But more than academic victory, daily life was won in preserving the children’s hearts and spirits. Mary recounted the songs they would sing: “God is Our Refuge and Strength,” “Day is Done,” and others, some even poking fun at the situation of being in a concentration camp. She said,
…one of the things that we sang when the Japanese were marching us into concentration camp was the first verse of Psalm forty-six: ‘God is our refuge, our refuge and our strength’ and on it goes, ‘in trouble we will not be afraid,’ all of these words, just sung into our hearts, that sticks. It’s like you’ve got a groove, sticking in the gramophone record. I am safe, I am safe, I am safe. That was just profound.
All told, Mary and her siblings were at the camp for four years of their childhood. On August 17, 1945, Mary was in the infirmary, sick to her stomach, when suddenly there was the sound of a plane and screams of joy. Americans were waving from the plane to the prisoners in the yard below. Seven paratroopers glided to the ground and were greeted in the fields by jubilant prisoners. The captain was carried back the mile to the camp on starving men’s shoulders. A victory march broke out, followed by the Star-Spangled Banner. The makeshift Salvation Army band in the camp had been practicing for this moment for years, anticipating the day when rescue would come.
Mary and her siblings were eventually reunited with her parents, who had escaped to another part of China. They had been separated for five and a half years. When they arrived back with their parents, they met a five-year-old little brother they had never known.
Mary’s story makes me pause and think, what kind of grooves am I creating in my own soul and those of my children? What do they hear repeated? What do I repeat to myself? Am I equipping myself and my family to have the right perspective on the events of 2020? There is so much grief, so much loss. Yet God is still at work. Our faith, sunk down deep in our souls by routine and song, has the capacity to sustain us and our loved ones. I forget this too easily.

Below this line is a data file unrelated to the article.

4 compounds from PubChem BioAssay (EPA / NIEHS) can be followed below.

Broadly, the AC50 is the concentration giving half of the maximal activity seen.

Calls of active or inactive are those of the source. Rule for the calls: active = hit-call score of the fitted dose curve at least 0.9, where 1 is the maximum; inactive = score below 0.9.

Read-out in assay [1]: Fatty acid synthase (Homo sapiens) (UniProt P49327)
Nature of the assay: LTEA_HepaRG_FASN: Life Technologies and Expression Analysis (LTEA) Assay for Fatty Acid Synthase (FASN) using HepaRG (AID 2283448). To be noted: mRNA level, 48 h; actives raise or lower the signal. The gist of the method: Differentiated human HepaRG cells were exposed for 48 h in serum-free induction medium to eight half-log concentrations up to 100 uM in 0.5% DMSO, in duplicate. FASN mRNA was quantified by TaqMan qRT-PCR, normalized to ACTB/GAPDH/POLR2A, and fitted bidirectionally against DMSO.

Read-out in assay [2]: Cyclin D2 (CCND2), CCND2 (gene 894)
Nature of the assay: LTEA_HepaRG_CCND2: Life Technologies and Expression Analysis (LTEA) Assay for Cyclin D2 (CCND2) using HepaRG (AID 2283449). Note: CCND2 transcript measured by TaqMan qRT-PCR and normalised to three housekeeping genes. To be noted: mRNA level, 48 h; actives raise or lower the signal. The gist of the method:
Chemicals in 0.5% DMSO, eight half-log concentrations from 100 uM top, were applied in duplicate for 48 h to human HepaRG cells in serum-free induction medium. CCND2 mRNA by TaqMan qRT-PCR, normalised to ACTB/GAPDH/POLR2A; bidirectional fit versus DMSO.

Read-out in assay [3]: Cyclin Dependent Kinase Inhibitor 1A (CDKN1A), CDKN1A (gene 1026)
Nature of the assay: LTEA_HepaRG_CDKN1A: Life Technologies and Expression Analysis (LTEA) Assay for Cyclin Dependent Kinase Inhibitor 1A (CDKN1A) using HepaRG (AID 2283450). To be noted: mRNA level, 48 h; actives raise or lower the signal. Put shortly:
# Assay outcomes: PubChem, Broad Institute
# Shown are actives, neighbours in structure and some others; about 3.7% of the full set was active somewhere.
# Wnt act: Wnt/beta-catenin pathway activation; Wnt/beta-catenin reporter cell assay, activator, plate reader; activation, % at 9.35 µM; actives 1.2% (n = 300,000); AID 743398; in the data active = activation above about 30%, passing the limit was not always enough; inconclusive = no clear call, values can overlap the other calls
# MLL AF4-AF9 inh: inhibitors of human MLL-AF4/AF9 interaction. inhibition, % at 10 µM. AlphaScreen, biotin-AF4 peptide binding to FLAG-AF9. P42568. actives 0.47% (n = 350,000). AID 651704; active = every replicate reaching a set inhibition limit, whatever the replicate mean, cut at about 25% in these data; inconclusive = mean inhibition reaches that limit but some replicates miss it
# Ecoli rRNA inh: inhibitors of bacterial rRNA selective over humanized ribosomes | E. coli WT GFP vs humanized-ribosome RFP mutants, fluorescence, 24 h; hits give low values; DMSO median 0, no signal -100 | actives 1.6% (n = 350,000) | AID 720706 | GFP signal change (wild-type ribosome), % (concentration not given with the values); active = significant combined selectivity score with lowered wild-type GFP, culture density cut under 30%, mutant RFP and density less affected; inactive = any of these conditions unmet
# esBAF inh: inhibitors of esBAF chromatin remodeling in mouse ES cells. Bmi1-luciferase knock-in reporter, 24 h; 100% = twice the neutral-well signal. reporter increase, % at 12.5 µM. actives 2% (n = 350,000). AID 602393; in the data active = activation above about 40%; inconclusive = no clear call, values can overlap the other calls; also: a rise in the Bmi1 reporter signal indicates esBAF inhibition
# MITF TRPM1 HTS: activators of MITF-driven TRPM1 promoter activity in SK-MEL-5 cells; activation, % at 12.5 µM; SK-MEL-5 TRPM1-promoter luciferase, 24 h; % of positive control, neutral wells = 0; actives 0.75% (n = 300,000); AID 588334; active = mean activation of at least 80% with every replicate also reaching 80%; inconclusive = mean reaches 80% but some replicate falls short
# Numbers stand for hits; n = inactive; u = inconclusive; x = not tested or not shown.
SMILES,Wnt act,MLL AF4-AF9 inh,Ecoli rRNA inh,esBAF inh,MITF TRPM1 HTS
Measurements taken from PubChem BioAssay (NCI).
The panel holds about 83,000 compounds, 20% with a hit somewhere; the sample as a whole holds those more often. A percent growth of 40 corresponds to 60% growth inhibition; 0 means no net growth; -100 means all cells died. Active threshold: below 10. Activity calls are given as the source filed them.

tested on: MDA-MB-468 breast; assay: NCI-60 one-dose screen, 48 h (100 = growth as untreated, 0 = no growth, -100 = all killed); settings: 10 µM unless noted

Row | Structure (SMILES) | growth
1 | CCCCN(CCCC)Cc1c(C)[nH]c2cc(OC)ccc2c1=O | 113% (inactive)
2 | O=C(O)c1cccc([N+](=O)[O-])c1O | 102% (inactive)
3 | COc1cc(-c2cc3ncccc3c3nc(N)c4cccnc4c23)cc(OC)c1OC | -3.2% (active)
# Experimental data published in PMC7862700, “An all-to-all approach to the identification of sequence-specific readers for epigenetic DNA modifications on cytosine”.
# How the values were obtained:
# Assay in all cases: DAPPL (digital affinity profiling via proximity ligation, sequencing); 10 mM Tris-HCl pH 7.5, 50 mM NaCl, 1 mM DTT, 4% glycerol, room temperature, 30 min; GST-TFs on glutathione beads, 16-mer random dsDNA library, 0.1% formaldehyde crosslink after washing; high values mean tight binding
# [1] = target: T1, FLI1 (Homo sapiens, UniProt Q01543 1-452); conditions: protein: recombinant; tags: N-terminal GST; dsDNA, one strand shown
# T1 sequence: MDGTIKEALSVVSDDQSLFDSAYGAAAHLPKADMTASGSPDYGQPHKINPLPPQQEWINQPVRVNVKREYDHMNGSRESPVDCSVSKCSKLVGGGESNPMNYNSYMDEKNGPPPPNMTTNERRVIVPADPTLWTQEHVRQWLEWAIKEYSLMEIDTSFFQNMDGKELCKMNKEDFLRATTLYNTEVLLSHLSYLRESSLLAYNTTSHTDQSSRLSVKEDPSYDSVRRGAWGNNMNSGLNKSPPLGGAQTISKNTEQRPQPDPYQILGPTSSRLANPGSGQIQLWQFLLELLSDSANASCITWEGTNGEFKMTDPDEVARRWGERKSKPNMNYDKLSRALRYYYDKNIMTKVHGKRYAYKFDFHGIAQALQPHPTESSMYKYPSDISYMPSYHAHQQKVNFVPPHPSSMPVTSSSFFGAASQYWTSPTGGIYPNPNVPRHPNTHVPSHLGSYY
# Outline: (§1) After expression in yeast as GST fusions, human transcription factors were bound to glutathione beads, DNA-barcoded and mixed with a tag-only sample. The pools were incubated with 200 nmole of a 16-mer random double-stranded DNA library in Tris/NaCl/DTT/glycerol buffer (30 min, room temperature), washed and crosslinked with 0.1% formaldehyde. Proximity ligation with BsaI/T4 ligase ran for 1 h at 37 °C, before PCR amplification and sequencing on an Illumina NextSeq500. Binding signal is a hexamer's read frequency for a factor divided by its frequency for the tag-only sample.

This story has renewed my resolve again to push back against the darkness: to turn off the constant news feed and remember what is true in every year, election, pandemic, or not. God is our refuge and strength, we will not be afraid. These things are true even in a season of widespread global suffering. Humans, sustained by faith in the living God, have a great capacity to do hard things with grit and grace.
Here’s one song that helps my family to find the “groove, sticking in the gramophone record,” as Mary would say. Sandra here calls us to “sing our way forward.” I think the Brown Owls would approve.
It would come to light after the war that Mary’s father helped over 1,000 people escape into safety. Mary Taylor Previte eventually went on to become an English teacher in New Jersey. She served on the local school board and then in the New Jersey State Assembly. During her long life, she tracked down those paratroopers from liberation day at the camp, eventually flying to China to say thank you. There are too many fascinating details from her life to recount here; I’ve linked to further reading below. Mary died in November 2019.
That author from the Reply-All episode who wanted to write a book that made fun of the girl guides? She course-corrected, and her book was published in 2011, entitled How the Girl Guides Won the War. If you loved this story, you might enjoy that one.
The Reply-All episode first aired in June 2015. I do not recommend it for children younger than middle school. There are descriptions of horrific prison camp life and the Rape of Nanking. However — if you’re able, please listen to it, if only to hear Mary sing. The transcript is also available at that page.